Employees Are Connecting On Facebook: Here’s Why They Shouldn’t

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The desire to connect with colleagues on a personal level is human nature. But when the medium through which they connect is external and unstructured, it can introduce some serious issues for both employees and the company as a whole. 

Social connection, no matter the medium, is a positive thing for company culture — it’s not healthy (or fun) for employees to get stuck in a work-only mindset. Connection gives employees an opportunity to break down informal work barriers, develop personal friendships, and coordinate social outings. 

Connection also allows employees to collaborate and work better as a team. When you have an emotional connection with your colleagues, you are more likely to become invested in team projects and go the extra mile. Connecting with and enjoying the company of the people you work and interact with for the majority of the week supports high levels of employee engagement and, ultimately, high retention. And in that way, this healthy social connection helps support the bottom line.

Coworkers prefer to connect on Facebook 

When they aren’t connecting in the office, 87% of employees are connecting on Facebook. With more than 1.5 billion daily active users, it’s no surprise that employees flock to the platform to connect with colleagues. Facebook is easy and familiar, and many employees have used it for years. When employees want to connect personally with someone they know professionally, Facebook is the natural first step. 

But Facebook isn’t the best place for making personal connections with coworkers, mainly because of the amount of personal content employees post. They express their political opinions and might post jokes and language that could easily offend in a professional setting. When you introduce professional contacts to a personal platform, the lines of what’s appropriate are blurred. People might begin to censor themselves, which isn’t always healthy. Or employees might feel uncomfortable with a coworker based on something they’ve seen online.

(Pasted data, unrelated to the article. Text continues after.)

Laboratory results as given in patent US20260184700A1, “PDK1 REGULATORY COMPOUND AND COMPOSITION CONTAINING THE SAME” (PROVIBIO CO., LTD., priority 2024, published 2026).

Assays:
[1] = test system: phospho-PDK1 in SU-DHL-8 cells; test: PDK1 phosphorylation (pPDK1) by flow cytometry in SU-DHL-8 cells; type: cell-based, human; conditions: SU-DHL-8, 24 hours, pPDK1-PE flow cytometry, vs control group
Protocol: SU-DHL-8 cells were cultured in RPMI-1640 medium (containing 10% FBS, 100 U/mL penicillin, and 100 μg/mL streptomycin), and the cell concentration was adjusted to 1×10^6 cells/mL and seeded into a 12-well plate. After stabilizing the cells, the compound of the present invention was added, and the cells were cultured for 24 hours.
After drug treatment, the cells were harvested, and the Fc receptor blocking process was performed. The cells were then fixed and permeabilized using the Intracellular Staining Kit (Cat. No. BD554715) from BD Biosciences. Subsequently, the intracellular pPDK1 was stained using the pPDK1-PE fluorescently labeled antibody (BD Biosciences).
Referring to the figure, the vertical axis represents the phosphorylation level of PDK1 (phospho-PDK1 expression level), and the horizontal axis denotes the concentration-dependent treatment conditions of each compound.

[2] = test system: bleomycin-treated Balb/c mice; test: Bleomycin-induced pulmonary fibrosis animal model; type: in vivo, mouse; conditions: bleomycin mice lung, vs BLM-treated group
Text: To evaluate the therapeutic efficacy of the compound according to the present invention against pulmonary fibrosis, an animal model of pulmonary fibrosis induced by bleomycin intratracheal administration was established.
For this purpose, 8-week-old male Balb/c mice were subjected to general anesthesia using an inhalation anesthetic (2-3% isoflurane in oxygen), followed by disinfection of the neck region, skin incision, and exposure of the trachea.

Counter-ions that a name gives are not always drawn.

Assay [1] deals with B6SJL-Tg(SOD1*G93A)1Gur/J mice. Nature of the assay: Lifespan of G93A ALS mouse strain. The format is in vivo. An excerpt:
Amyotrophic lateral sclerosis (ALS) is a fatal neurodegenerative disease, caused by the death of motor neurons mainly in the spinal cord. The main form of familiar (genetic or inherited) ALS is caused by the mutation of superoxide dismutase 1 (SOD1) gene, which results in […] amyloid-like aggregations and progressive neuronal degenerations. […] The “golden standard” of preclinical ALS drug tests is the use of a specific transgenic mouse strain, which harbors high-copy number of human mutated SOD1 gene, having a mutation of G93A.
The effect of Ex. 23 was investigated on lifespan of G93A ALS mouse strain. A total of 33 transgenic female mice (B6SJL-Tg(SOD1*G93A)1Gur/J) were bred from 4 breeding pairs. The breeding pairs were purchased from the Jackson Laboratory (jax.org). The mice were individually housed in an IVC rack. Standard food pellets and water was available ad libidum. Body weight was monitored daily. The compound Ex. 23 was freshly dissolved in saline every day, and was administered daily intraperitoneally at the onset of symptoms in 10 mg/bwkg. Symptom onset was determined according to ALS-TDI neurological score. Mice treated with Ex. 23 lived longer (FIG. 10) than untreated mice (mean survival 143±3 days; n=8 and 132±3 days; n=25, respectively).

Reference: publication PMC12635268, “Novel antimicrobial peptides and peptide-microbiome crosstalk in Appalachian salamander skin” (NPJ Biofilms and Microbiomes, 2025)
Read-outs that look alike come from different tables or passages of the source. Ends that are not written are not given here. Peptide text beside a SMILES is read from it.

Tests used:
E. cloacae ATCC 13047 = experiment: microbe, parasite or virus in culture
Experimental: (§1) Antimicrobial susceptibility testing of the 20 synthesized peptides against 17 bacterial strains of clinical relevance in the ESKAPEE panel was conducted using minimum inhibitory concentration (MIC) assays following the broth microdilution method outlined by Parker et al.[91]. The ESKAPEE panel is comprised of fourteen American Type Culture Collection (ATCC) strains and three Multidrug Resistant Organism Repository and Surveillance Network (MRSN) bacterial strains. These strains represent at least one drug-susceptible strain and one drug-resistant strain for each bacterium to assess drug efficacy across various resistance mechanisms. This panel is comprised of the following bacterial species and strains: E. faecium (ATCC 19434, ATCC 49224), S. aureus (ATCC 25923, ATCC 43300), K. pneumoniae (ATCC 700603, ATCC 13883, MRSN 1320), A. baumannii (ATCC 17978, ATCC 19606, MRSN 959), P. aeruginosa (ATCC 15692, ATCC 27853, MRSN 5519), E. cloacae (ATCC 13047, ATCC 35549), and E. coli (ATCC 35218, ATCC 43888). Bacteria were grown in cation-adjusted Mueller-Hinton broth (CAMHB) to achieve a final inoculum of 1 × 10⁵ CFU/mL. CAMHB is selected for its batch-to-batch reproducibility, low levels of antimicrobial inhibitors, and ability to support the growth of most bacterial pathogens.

Employee connection on Facebook can also pose some security issues for enterprises. Whether colleagues are using unauthorized office pages or personal profiles, the line between confidential information and personal conversations between coworkers can easily begin to blur. Enterprises have to be very careful about opening the door and letting Facebook into their business. Ask yourself: Do you trust Facebook with your corporate data? 

Give your employees another space for connection

It’s important to encourage personal relationships in the workplace. But it’s even more critical to encourage connection in a secure, controlled way — away from Facebook and other personal social media sites. 

Forward-thinking organizations recognize this and are turning to internal communication platforms to solve the issues Facebook creates. An internal social channel or other similar functionality in today’s modern intranet platforms support intuitive, interpersonal connections among coworkers. These platforms are designed to facilitate conversation and connection among employees while remaining highly secure and contained within the structure and safety of the business. 

Bringing these social connections inside the business allows the enterprise to maintain a healthy separation between personal social networks and business social interactions. Meanwhile, features on the platform like photo sharing, status updates and blogs mimic those found on personal social media sites (but missing from traditional enterprise communication systems) and encourage employees to communicate and express themselves in a more personal way. 

Employees have the right to connect on social platforms other than those provided by the company, and many will continue to do so even if you offer these capabilities inside your digital workplace. But by providing a space for employees to connect within the workplace that offers similar features to Facebook, employers can set limitations, keep information secure and structure interactions around all things relevant to the business, designed to drive employee engagement and culture. 

Connection is key 

Social connection is in our nature and as such should be nurtured in the workplace. And a culture that supports collaboration and connection among employees promotes a happier, productive workforce. Employees need a safe, secure platform to foster connections, and when they have it, collaboration, teamwork and high engagement follow close behind. 

Mike Hicks is CMO at Igloo Software.